Most of the electricity retailers now have special plans for people with solar power systems and those plans often offer feed-in tariffs which are above and beyond the feed-in tariff mandated by the local state government (if there is one).
The plans vary based on the solar feed-in tariff and the percentage of the ‘pay on time’ discount you get on the electricity that you end up ‘importing’ from the grid.
The higher the solar feed-in tariff (i.e. what you get for ‘exporting’ power), the lower the discount on electricity the household draws from the grid (i.e. what you pay for ‘importing’ power).
In order to secure the highest solar feed-in tariff, you will need to opt for the plan that offers the lowest discount on electricity imported from the grid.
This means that if you usually export a lot of power to the grid, you should go for the highest feed-in tariff.
If you end up using most of the power your system generates and only export a little bit on occasion, you should go for the highest discount.
If you have the means to combine your solar power generation system with a power storage system (such as the Powerwall), you can reduce your need to ‘import’ power from the grid or even eliminate it altogether.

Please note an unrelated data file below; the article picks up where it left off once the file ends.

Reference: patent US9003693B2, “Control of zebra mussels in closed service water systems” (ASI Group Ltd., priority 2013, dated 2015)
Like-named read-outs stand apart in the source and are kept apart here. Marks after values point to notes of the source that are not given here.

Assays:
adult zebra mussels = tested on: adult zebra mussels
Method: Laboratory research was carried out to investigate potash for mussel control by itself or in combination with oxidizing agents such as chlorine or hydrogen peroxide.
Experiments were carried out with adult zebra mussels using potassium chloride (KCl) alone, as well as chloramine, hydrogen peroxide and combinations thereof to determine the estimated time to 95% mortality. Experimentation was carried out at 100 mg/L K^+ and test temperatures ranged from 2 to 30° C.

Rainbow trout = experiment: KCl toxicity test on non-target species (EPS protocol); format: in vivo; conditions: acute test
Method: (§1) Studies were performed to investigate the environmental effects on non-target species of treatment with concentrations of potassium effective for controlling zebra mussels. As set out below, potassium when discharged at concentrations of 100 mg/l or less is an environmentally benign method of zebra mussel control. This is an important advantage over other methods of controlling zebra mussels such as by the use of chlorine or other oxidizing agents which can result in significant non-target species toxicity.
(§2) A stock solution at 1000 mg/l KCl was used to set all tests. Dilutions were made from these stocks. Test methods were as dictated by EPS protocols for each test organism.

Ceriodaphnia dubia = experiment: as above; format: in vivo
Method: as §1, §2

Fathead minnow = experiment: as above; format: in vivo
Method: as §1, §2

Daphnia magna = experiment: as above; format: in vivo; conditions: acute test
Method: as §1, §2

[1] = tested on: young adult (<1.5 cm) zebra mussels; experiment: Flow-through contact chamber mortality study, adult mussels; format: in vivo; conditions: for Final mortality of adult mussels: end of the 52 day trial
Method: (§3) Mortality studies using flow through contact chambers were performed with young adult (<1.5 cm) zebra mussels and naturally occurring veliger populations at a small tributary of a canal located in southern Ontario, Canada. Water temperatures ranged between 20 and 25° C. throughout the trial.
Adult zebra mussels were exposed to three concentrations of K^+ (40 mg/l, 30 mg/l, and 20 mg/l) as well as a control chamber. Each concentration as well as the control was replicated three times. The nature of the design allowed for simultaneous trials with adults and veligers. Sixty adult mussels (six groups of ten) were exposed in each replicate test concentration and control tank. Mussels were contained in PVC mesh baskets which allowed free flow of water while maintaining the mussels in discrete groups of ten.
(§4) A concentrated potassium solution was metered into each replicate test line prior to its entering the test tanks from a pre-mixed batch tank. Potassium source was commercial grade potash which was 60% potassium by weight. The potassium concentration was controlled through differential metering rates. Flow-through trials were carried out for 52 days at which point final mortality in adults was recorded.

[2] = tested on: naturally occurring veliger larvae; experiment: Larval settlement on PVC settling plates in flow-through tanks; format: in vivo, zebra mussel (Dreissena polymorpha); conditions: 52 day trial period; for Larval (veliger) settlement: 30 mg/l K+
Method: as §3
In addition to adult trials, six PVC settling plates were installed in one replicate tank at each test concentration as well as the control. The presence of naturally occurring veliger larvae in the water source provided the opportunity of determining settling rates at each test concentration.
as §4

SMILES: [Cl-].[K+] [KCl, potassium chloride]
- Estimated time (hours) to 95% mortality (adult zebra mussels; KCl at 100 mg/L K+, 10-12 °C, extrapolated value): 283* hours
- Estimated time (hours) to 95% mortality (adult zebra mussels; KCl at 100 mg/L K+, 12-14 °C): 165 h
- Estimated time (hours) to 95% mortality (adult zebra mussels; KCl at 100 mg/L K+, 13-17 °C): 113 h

Another thing worth knowing is that the feed-in tariffs in Victoria and Queensland are net feed-in tariffs. This means they only apply to the excess electricity that you export to the grid (i.e total Kwh exported – total Kwh imported).
In New South Wales on the other hand, you are paid a gross feed-in tariff which means you get paid for each Kwh you export regardless of how many Kwh you import (and for which you are obviously charged separately by your electricity retailer).
Based on our research, Comparison Site Canstar seem to have the most comprehensive and up-to-date list of the feed-in tariffs on offer by the various retailers in each state.
You can also use the government comparison sites (this one if you live in Victoria and this one if you live anywhere else) but from our experience, they are a bit confusing when it comes to taking into account the feed-in tariff and therefore their results may be a bit off.
The Canstar list presents things in a much more easy-to-understand way because they show the actual feed-in tariff you get paid for each Kwh exported, including any bonus rate offered by the electricity company.
Got any questions or comments.?